The last time Wesley Ford was released from prison he made a deal with himself — either get busy dying or get busy living.
For more than 20 years, the 47-year-old, who identifies as a gay Whadjuk/Ballardong man, battled with drug addiction that fuelled two decades of crime and 13 prison sentences.
“This time when I went back to prison … I felt trapped, I didn’t know what to do,” he said.
“I felt powerless over this thing that had a hold on me for 20-plus years, but something stopped me and I said to myself, ‘You either get sober, get busy dying or get busy living’.
Mr Ford was released on parole this year and decided to turn his life around through a drug rehabilitation program.
Mr Ford participated in several programs during his last stint in prison, which he said was a key to being granted parole.
But having been through prison releases more than a dozen times, Mr Ford said the services available in WA’s prisons were not adequate.
“To me it wasn’t enough, because 13 times will tell you that wasn’t enough,” he said.
“There were services there, but it is such a farce, because the services come into the prison and the prisoners are able to access these services, but because they are so few and far between hardly anyone can get onto them.
“Those who do get onto them, it’s mainly for people who are first-timers or who have just come in rather than for people who are recidivists like myself.
According to the Department of Justice, 40.1 per cent of adults in Western Australia returned to prison within two years of being released during the 2018-19 financial year.
In 2014 then-Corrective Services commissioner James McMahon set a goal to reduce recidivism rates by 6 per cent each year.
The current Commissioner, Tony Hassall, said the figure was not an accurate representation on the efforts made by both the department and offenders to rehabilitate.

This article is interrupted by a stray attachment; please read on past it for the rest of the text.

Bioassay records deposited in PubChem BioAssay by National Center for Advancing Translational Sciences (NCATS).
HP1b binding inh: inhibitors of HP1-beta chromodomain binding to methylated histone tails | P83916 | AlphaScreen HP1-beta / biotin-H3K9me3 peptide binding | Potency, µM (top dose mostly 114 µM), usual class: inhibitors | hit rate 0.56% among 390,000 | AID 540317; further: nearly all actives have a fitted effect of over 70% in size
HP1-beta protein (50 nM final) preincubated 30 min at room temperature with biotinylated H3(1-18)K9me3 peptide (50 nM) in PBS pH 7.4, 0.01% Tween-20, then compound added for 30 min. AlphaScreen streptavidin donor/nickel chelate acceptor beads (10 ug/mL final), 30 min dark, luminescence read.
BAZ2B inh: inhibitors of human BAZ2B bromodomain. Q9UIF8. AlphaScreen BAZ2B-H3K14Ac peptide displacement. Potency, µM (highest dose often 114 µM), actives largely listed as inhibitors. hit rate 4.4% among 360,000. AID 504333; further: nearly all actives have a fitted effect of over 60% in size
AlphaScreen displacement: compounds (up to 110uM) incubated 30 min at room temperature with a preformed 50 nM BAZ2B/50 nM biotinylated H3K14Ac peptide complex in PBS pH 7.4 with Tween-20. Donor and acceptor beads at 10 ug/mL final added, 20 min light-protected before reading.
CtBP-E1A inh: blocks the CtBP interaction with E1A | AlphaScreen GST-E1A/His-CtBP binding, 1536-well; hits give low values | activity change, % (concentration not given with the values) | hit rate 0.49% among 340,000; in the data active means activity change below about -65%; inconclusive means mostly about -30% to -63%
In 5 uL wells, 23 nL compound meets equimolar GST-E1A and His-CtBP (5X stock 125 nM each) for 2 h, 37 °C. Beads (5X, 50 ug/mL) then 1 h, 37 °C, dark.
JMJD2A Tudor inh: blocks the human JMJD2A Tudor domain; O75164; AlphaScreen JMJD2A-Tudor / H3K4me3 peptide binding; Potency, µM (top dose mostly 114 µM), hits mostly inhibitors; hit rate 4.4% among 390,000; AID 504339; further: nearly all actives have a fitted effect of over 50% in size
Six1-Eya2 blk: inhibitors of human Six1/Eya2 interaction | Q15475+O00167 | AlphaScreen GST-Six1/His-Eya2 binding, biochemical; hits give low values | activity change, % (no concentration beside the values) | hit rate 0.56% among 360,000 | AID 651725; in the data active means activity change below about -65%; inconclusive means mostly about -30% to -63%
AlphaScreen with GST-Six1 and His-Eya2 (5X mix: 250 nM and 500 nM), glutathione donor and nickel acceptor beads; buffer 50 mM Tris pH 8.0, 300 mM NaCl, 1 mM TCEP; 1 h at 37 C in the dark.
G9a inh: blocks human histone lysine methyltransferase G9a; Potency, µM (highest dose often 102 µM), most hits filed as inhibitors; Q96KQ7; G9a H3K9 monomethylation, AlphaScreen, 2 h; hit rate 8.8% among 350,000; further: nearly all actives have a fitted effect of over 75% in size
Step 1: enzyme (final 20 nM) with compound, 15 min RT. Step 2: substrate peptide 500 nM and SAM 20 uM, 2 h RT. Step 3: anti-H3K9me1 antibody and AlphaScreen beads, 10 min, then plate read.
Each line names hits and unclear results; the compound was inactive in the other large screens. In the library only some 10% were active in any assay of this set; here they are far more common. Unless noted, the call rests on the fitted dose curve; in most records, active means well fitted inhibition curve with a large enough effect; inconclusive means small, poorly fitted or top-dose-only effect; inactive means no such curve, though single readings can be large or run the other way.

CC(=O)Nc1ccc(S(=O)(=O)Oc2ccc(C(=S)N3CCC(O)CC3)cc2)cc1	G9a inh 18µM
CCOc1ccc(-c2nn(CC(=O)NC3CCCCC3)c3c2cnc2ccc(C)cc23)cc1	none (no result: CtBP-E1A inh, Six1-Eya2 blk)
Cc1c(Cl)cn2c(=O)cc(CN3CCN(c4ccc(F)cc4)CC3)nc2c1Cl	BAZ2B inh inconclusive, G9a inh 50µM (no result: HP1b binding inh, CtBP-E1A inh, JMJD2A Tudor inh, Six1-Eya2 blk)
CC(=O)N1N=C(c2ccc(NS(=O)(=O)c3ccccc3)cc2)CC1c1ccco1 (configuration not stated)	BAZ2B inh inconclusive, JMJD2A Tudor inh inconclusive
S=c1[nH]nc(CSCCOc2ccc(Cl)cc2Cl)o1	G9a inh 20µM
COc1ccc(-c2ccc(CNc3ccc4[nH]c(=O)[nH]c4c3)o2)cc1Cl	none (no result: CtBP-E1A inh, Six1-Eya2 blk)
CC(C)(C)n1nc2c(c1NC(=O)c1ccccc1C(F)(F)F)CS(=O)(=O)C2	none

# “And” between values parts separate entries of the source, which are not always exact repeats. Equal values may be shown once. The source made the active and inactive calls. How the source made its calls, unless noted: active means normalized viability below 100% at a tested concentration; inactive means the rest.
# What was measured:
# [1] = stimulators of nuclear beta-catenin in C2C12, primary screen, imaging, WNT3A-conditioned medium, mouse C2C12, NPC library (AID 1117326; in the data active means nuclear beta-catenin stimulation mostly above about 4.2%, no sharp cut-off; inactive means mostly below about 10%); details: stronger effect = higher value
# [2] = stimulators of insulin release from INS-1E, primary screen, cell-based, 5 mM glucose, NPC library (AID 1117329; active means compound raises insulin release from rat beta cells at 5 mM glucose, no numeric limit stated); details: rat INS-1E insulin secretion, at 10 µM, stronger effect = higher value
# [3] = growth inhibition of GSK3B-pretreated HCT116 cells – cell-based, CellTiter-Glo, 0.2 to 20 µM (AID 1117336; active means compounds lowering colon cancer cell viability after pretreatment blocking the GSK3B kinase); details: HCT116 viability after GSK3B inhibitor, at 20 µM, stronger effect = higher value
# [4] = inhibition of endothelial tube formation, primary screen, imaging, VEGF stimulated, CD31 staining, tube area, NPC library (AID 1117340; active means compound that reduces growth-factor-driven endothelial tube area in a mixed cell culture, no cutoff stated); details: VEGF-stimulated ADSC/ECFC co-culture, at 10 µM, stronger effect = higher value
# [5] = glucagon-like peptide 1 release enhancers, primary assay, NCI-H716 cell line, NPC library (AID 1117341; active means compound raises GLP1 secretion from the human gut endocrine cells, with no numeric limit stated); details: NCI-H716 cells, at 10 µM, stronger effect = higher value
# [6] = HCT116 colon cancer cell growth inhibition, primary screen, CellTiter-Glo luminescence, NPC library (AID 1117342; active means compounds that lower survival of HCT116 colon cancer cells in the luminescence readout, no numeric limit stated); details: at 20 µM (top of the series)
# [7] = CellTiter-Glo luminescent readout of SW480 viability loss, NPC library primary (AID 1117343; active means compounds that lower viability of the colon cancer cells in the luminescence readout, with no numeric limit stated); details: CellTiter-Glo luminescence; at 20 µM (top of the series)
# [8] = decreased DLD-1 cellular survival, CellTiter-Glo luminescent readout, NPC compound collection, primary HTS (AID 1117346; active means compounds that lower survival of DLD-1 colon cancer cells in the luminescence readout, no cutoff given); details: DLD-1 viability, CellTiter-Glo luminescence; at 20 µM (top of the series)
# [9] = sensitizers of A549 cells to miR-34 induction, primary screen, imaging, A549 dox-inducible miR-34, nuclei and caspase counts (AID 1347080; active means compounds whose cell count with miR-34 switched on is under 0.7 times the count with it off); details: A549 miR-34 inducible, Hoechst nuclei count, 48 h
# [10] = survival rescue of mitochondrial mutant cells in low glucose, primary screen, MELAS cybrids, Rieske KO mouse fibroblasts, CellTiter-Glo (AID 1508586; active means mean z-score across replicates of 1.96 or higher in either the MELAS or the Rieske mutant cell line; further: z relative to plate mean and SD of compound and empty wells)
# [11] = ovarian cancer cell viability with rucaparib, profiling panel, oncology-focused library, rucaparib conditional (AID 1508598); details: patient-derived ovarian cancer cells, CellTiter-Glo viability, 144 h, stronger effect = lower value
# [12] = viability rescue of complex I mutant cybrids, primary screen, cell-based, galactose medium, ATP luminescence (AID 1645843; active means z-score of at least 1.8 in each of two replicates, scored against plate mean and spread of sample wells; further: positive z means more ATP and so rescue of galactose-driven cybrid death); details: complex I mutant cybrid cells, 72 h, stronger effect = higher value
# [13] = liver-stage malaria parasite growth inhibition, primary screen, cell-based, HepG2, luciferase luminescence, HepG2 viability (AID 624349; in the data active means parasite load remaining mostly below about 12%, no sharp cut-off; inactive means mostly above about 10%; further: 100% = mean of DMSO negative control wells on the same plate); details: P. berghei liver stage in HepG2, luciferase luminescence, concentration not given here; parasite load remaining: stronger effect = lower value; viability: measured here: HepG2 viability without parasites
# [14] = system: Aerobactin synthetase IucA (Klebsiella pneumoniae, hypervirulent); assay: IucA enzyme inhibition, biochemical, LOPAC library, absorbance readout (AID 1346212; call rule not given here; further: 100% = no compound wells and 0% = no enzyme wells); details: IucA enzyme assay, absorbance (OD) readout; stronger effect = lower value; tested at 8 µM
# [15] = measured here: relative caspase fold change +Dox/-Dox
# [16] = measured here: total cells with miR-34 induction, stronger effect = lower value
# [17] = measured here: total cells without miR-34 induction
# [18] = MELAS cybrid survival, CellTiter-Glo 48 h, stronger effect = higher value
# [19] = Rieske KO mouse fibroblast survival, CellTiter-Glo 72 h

“That is only one measure and we use that measure because it is a comparison across Australia,” he said.
“What it [recidivism] does not measure is if you have got a really serious, violent offender, and you do all that work and they come back into the system, but they come back into the system for a less serious offence, which is still bad, we know they’ve offended, but they are less dangerous, well that’s progress for that individual.
The department uses measures including education, health and mental health services, and employment opportunities to reduce reoffending behaviour.
Mr Hassall said, despite this, prison populations made reducing recidivism a challenge for all jurisdictions.
“We have about 6,800 offenders in WA, and in an ideal world you want to tailor services to those individual offenders and that is impossible,” he said.
“We look at the factors that promote desistance from crime … it is evidence-based, what-works intervention.
In 2015, 67 per cent of prison entrants in Australia reported using an illicit drug in the 12 months prior to entering prison and half of all prison entrants reported using methamphetamine.
David Gunter, who has worked in prisons in Queensland and Victoria, is now the general manager of Fresh Start’s Northam-based recovery program, which offers a post-prison release program for offenders who struggle with addiction.
“I was curious about what keeps bringing people back to prison,” he said.
“I saw a lack of resources when it came to addressing people with substance abuse.
“In some cases, we saw people come to prison with absolutely no help and, on the other hand, I saw people come to prison as non-addicts and all of a sudden pick up a dependency, whether it be through the methadone program or drugs coming in through the prison.
The Fresh Start program begins working with people before their release from prison.
Mr Gunter said a therapeutic approach to rehabilitation was vital to reduce reoffending.
“At the end of the day, of course we need prisons, we understand that, but I think the old notion of years ago you hear these really naive attitudes of ‘Lock them up and throw away the key’,” he said.
“The reality is people are going to get out and I think that, as a community member, I would rather see people rehabilitated when they do come out the other end.
Through Fresh Start, Mr Ford is studying for a certificate IV in mental health, has obtained employment and plans to study a graduate certificate in human rights.
“I hope to one day be living a life of value, meaning and purpose,” he said.
“I hope to contribute to society … I want to make a difference to my community.”
This article first appeared in https://www.abc.net.au/